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China's Relaxation Of Its One-Child Policy Is A Bright Spot From 2013

Jan 6 2014, 9:36pm CST | by

China's Relaxation Of Its One-Child Policy Is A Bright Spot From 2013
Photo Credit: Forbes
 
 

By Scott Beaulier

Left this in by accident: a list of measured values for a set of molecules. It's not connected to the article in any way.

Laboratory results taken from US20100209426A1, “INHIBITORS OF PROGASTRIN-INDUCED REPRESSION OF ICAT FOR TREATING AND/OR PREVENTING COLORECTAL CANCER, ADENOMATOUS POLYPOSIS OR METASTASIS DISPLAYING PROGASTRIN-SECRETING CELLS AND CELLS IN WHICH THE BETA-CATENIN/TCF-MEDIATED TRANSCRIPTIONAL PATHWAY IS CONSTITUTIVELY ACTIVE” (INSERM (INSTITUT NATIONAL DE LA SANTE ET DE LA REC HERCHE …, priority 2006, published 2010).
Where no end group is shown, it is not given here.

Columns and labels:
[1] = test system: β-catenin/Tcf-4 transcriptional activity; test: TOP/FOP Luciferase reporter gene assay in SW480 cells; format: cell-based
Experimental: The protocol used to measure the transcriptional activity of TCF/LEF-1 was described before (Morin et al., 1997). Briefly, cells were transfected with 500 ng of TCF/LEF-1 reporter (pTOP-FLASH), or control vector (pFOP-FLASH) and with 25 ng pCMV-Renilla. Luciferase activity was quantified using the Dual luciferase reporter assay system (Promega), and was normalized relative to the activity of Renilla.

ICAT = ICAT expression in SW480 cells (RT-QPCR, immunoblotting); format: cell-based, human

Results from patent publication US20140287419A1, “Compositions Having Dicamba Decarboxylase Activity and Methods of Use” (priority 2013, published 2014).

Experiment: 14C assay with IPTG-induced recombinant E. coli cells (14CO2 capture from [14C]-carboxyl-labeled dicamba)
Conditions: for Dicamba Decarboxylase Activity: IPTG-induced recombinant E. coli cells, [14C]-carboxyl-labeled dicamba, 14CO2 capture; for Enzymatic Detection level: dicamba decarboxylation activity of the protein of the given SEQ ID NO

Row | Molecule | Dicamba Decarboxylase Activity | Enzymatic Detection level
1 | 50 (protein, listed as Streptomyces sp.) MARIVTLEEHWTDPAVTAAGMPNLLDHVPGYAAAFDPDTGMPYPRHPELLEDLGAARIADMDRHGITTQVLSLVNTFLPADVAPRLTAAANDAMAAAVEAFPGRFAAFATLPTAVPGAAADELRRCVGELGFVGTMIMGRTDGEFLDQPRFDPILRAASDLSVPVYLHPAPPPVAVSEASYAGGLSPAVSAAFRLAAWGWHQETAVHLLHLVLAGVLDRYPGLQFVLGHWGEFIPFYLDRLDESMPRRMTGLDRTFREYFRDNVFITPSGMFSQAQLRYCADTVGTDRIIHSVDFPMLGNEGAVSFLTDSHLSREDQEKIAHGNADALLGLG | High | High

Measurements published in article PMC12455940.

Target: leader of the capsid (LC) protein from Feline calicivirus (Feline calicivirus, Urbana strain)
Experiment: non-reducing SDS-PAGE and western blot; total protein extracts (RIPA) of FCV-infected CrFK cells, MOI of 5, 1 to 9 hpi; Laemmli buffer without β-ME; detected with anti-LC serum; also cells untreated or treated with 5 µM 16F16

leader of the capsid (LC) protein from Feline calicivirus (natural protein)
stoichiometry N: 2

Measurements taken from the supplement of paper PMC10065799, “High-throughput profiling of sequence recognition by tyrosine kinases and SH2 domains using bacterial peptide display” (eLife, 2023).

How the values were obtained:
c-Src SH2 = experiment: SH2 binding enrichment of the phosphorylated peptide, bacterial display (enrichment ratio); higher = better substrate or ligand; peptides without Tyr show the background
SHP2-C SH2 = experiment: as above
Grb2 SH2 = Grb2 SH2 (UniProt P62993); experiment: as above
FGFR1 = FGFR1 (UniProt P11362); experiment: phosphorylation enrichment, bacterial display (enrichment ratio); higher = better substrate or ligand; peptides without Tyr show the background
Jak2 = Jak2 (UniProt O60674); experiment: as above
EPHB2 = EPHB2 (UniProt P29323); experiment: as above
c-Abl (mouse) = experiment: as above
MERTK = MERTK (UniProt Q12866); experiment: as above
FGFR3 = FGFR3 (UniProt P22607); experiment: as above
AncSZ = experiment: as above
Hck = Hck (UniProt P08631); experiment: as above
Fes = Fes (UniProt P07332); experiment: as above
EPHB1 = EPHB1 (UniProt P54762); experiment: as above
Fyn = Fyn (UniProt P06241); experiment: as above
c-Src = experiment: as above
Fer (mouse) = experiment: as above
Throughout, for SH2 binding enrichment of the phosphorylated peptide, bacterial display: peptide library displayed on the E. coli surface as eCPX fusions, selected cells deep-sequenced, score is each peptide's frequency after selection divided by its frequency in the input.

As the year came to an end, there were plenty of things from 2013 to look back on and be pessimistic about. Edward Snowden’s revelations about the scale and scope of NSA spying, for example, were reason enough to be worried about our country’s future. Besides Snowden’s bombshell, civilian deaths thanks to drone strikes by the U.S., an ongoing civil war in Syria and schizophrenic U.S. foreign policy reactions to the conflict, and a new pope with strong, flawed views about capitalism were also reasons to be gloomy about our future on the global stage. And, then there are the North Korean prison camps, which some believe are on a scale of severity not seen since Nazi atrocities.